Friday, 18 March 2011 § Leave a comment



adj \ˈfān\

Definition of FAIN

1 archaic : happy, pleased

2 archaic : inclined, desirous

3 a : willing <he was very fain, for the young widow was “altogether fair and lovely…” — Amy Kelly> b : being obliged or constrained : compelled <Great Britain was fain to devote its whole energy … to the business of slaying and being slain — G. M. Trevelyan>

Examples of FAIN

  1. <during the Renaissance most men of science and the arts were fain to express their noblest thoughts in Latin, the lingua franca of the learned>

Origin of FAIN

Middle English fagen, fayn, from Old English fægen; akin to Old English gefēon to rejoice, Old High German gifehan, Old Norse feginn happy

First Known Use: before 12th century

Related to FAIN

Synonyms: amenable, disposed, willing, game, glad, inclined, minded, ready

Antonyms: disinclined, unamenable, unwilling

Related Words: predisposed, prone; accommodating, agreeable, compliant, cooperative, obedient, obliging, submissive; favorable, receptive; prepared, prompt, quick, responsive, swift; desirous, eager, enthused, enthusiastic, excited

Near Antonyms: averse, loath (also loth or loathe), reluctant, reticent






Definition of FAIN

1 : with pleasure : gladly <a speech of fire that fain would blaze — Michael Billington>

2 a : by preference <knew it, too, though he would fain not admit it publicly — John Lukacs> b : by desire <I would fain consult you — W. S. Gilbert>

Examples of FAIN

  1. <“I would fain not marry that suitor, my lord,” the princess pleaded>

First Known Use of FAIN

12th century

Related to FAIN

Synonyms: rather, first, preferably, readily, soon, willingly

Antonyms: involuntarily, unwillingly

Related Words: alternately, alternatively, either, instead; electively, optionally; desirably, gladly, wishfully; obligingly, voluntarily

Near Antonyms: reluctantly; forcibly, willy-nilly




Wednesday, 9 February 2011 § Leave a comment



\ˈhər-ˌsüt, ˈhir-, ˌhər-ˈ, hir-ˈ\

Definition of HIRSUTE


: hairy 1


: covered with coarse stiff hairs <a hirsute leaf>

hir·sute·ness noun

See hirsute defined for English-language learners »

Examples of HIRSUTE

  1. <wore a hirsute mask as part of his werewolf costume>

Origin of HIRSUTE

Latin hirsutus; akin to Latin horrēre to bristle — more at horror

First Known Use: 1621

Related to HIRSUTE

Synonyms: bristly, brushy, cottony, fleecy, furred, furry, hairy, rough, shaggy, silky, unshorn, woolly (also wooly)

Antonyms: bald, furless, glabrous, hairless, shorn, smooth

Related Words: bearded, bewhiskered, mustachioed (also moustachioed), whiskered; stubbled, stubbly; downy, fluffy, fuzzy, linty, nappy

Near Antonyms: beardless, shaved, shaven



Friday, 7 January 2011 § Leave a comment

First time seeing this word from this tweet.
"@TheSingleWoman: Toxic relationships will pollute every area of your life.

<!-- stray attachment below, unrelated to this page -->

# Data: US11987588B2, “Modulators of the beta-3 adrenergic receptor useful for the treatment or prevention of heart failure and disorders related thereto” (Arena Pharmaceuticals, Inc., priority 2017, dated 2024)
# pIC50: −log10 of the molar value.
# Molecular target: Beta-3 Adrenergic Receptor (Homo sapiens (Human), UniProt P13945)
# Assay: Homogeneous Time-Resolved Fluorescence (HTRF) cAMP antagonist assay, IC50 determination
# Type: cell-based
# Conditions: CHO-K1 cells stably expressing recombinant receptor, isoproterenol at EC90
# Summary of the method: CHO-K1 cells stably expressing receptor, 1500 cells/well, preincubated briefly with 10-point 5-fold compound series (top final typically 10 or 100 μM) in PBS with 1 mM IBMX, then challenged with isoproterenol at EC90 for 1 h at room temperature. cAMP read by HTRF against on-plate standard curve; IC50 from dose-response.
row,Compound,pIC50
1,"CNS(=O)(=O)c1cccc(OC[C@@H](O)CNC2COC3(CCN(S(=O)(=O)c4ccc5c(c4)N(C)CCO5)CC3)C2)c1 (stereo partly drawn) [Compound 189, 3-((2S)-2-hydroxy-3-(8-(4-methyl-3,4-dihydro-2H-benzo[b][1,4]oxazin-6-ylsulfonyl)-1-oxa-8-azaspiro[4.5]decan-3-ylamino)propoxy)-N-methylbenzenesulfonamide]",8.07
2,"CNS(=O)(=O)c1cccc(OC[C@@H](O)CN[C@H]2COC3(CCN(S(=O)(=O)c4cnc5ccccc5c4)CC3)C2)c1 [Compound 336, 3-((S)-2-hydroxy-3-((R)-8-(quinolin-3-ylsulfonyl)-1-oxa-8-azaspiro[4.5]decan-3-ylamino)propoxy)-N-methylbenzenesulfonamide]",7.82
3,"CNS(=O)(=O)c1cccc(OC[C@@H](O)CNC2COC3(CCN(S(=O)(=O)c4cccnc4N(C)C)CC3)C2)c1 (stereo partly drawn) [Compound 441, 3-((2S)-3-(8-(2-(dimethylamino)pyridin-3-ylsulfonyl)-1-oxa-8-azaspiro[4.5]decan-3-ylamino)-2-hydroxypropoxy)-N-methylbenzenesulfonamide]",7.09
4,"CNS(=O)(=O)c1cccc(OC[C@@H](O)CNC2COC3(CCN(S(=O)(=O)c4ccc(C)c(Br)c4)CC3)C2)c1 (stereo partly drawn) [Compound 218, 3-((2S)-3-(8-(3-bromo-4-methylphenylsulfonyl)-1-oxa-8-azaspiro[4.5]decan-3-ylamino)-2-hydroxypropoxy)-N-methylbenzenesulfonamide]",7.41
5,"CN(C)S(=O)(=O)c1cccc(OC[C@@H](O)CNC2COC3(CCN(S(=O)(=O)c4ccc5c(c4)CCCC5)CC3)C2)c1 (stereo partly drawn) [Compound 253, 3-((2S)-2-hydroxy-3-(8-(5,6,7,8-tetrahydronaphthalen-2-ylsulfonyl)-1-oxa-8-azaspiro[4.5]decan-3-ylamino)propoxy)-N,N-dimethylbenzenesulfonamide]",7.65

Don’t hesitate. Fumigate. #TheSW"



verb \ˈfyü-mə-ˌgāt\


Definition of FUMIGATE

transitive verb

: to apply smoke, vapor, or gas to especially for the purpose of disinfecting or of destroying pests

fu·mi·ga·tion \ˌfyü-mə-ˈgā-shən\ noun

fu·mi·ga·tor \ˈfyü-mə-ˌgā-tər\ noun

See fumigate defined for English-language learners »

Examples of FUMIGATE

  1. All the hospital rooms had to be fumigated.
  2. We had to fumigate our apartment to get rid of the ants.

Origin of FUMIGATE

Latin fumigatus, past participle of fumigare, from fumus + -igare (akin to Latin agere to drive) — more at agent

First Known Use: 1781


Saturday, 20 November 2010 § Leave a comment

Heard this word from Lie to me Season 3 Episode 6.


plonk‧er [countable] British English informal not polite

an offensive word for a stupid person


Plonker is a slang term of British origin whose meaning has evolved over time. Partridge in the third edition of his A Dictionary of Slang and Unconventional English in 1949 recorded the term as "low" slang for penis, "since ca. 1917". The term remains in recent use with that meaning.

By 1966, the term had also acquired the meaning of a man who let his girlfriend sleep with his male friends,[1] and in the 1980s had a new meaning of a stupid or inept person. This meaning gained very wide circulation through its frequent use in Only Fools and Horses, and has entered common usage.[2]



plonker (plural plonkers)

  1. (British, slang, mildly pejorative) A fool
  2. (British, slang, dated) A man who sanctions sexual relationships between his girlfriend and his male friends.



P.S. Strangely, Merriam-Webster Dictionary online does not have the word.


Tuesday, 9 November 2010 § Leave a comment



noun \ˌin-tər-ˌä-p(ə-)rə-ˈbi-lə-tē\


: ability of a system (as a weapons system) to work with or use the parts or equipment of another system

in·ter·op·er·a·ble\-ˈä-p(ə-)rə-bəl\ adjective



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